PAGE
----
Harvesting the radial artery


The radial artery (RA) has been used in coronary artery bypass grafting since it was first introduced into clinical practice in the 1970s by Carpentier . It is a versatile, surgeon- and patient-friendly arterial conduit and is associated with improved long-term outcomes . It is easily harvested either endoscopically or via a traditional open approach. Importantly, RA harvesting can be done concurrently with harvesting of the other conduits including internal thoracic arteries or saphenous veins and thus its use does not extend the duration of surgery. It can reach, with few exceptions, all coronary targets. It is easily anastomosed to the aorta using standard instruments. In contradistinction to the use of bilateral thoracic arteries as coronary grafts to facilitate multiarterial coronary reconstruction, its use is not associated with any increased risk of sternal wound complications. Given its size, there is minimal size discrepancy between the RA and coronary targets, an element thought important in graft durability. The RA is easy to handle and requires no additional technical training for the cardiac surgeon who has mastered grafting the coronary circulation using internal thoracic artery grafts. Surgeons, with interest and expertise in the use of RA, utilize this graft routinely in approximately 60%–75% of all coronary artery bypass grafting patients with excellent results . The use of the RA does require some additional planning, including assessment of collateral circulation of the hand via the ulnar artery, appropriate arterial line management, and the need for an additional team member skilled in harvesting of the RA. To insure the recently reported excellent RA patency rate of 89% , a dedicated harvester with both open and endoscopic harvesting expertise and experience is needed. Given the cosmetic advantages , most patients prefer endoscopic RA harvesting.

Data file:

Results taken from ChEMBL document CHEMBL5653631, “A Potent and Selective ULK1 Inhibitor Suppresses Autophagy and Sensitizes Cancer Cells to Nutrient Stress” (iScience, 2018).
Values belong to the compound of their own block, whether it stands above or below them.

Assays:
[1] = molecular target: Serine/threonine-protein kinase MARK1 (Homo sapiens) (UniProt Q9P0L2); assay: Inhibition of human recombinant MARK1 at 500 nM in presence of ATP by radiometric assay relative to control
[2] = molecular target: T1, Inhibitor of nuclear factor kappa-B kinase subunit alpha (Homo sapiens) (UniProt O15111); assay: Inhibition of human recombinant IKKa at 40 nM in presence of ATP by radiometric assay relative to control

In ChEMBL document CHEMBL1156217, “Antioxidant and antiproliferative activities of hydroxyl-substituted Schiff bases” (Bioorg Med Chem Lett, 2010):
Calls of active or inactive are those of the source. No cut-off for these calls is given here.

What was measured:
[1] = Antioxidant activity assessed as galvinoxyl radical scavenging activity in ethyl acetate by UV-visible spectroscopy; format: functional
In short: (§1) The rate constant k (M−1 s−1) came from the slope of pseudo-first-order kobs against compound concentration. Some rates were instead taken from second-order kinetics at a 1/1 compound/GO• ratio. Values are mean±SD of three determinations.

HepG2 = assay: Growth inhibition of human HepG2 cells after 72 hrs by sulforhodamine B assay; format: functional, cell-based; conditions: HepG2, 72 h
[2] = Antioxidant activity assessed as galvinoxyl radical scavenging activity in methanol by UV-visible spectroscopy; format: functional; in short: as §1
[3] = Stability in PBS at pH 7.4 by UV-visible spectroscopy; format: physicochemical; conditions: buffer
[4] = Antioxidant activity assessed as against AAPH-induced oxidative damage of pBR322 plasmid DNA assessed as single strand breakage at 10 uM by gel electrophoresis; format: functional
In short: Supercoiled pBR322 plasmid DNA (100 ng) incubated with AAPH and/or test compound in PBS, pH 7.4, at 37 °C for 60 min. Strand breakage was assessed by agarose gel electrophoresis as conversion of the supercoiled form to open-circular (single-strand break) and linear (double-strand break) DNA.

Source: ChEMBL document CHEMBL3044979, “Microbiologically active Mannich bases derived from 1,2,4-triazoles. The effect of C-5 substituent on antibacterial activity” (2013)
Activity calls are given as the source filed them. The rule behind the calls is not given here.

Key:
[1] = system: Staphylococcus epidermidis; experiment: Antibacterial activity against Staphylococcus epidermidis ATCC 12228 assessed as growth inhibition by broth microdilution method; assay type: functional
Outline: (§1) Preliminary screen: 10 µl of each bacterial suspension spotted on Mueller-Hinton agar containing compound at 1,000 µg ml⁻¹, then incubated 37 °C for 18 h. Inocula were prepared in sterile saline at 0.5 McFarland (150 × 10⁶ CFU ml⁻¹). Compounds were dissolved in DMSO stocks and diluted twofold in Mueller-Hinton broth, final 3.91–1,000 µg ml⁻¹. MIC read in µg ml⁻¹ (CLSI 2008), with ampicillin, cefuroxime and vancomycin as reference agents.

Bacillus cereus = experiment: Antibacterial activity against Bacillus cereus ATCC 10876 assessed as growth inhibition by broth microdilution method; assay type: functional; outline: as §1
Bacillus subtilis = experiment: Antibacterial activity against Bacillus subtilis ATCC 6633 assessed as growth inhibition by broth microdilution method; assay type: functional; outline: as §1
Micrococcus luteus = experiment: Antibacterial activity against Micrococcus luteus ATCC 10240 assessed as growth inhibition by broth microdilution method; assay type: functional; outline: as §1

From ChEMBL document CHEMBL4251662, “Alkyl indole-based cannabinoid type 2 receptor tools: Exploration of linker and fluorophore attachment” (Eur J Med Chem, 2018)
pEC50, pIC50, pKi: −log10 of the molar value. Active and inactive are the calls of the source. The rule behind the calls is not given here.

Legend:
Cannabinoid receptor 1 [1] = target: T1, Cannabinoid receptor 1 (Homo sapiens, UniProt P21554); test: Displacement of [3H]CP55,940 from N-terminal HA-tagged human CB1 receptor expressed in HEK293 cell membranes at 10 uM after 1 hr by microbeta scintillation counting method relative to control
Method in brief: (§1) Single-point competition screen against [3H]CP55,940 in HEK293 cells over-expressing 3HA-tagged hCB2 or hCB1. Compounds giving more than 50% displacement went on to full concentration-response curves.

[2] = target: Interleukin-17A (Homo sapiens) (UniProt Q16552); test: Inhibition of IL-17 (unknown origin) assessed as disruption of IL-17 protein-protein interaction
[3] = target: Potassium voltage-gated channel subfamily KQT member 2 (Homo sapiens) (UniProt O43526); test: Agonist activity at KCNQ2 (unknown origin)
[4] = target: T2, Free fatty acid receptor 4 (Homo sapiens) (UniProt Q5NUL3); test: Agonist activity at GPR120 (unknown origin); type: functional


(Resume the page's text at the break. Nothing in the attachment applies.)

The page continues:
Assessing ulnar collateral circulation